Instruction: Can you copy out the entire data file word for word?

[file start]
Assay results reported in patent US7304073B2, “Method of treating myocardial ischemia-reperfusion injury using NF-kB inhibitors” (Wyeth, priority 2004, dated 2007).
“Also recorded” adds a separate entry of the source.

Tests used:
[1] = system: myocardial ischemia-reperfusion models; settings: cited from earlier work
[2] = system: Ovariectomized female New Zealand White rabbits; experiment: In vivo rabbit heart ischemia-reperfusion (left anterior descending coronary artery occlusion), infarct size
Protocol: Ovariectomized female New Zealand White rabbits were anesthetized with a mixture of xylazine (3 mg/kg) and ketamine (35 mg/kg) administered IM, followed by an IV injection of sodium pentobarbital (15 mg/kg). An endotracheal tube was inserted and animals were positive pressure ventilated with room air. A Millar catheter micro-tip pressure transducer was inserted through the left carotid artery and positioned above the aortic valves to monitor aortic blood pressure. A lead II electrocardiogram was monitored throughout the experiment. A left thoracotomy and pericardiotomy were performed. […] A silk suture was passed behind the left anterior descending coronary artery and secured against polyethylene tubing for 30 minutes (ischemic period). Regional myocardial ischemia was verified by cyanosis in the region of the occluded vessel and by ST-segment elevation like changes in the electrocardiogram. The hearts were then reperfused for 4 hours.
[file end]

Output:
Assay results reported in patent US7304073B2, “Method of treating myocardial ischemia-reperfusion injury using NF-kB inhibitors” (Wyeth, priority 2004, dated 2007).
“Also recorded” adds a separate entry of the source.

Tests used:
[1] = system: myocardial ischemia-reperfusion models; settings: cited from earlier work
[2] = system: Ovariectomized female New Zealand White rabbits; experiment: In vivo rabbit heart ischemia-reperfusion (left anterior descending coronary artery occlusion), infarct size
Protocol: Ovariectomized female New Zealand White rabbits were anesthetized with a mixture of xylazine (3 mg/kg) and ketamine (35 mg/kg) administered IM, followed by an IV injection of sodium pentobarbital (15 mg/kg). An endotracheal tube was inserted and animals were positive pressure ventilated with room air. A Millar catheter micro-tip pressure transducer was inserted through the left carotid artery and positioned above the aortic valves to monitor aortic blood pressure. A lead II electrocardiogram was monitored throughout the experiment. A left thoracotomy and pericardiotomy were performed. […] A silk suture was passed behind the left anterior descending coronary artery and secured against polyethylene tubing for 30 minutes (ischemic period). Regional myocardial ischemia was verified by cyanosis in the region of the occluded vessel and by ST-segment elevation like changes in the electrocardiogram. The hearts were then reperfused for 4 hours.